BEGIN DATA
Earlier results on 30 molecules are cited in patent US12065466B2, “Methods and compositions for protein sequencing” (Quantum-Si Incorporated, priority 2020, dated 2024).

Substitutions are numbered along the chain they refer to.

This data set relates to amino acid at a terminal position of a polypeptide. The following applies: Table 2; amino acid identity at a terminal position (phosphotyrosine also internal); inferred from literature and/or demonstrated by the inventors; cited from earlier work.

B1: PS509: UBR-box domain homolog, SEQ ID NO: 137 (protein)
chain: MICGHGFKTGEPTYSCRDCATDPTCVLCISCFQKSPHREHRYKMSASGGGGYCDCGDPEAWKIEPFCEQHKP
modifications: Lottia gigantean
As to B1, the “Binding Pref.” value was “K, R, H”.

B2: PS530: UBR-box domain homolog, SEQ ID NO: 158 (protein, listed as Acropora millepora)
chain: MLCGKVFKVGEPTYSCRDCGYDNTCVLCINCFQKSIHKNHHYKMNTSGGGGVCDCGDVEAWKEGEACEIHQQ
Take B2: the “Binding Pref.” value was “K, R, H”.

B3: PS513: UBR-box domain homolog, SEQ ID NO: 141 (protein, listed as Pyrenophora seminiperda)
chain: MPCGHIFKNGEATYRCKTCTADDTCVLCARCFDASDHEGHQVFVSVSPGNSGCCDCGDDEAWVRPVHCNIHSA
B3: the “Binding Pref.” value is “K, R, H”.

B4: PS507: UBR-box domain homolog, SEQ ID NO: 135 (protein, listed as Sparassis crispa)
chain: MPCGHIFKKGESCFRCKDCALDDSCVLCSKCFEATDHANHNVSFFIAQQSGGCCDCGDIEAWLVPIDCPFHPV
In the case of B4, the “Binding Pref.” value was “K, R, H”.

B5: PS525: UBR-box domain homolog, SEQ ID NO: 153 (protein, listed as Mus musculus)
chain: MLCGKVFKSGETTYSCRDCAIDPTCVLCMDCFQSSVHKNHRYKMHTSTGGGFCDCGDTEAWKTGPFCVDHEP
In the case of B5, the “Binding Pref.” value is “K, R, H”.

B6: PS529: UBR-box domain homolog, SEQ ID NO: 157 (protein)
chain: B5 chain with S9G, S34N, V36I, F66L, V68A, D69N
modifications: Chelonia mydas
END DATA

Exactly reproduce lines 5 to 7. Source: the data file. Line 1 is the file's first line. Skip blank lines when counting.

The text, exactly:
chain: MICGHGFKTGEPTYSCRDCATDPTCVLCISCFQKSPHREHRYKMSASGGGGYCDCGDPEAWKIEPFCEQHKP
modifications: Lottia gigantean
As to B1, the “Binding Pref.” value was “K, R, H”.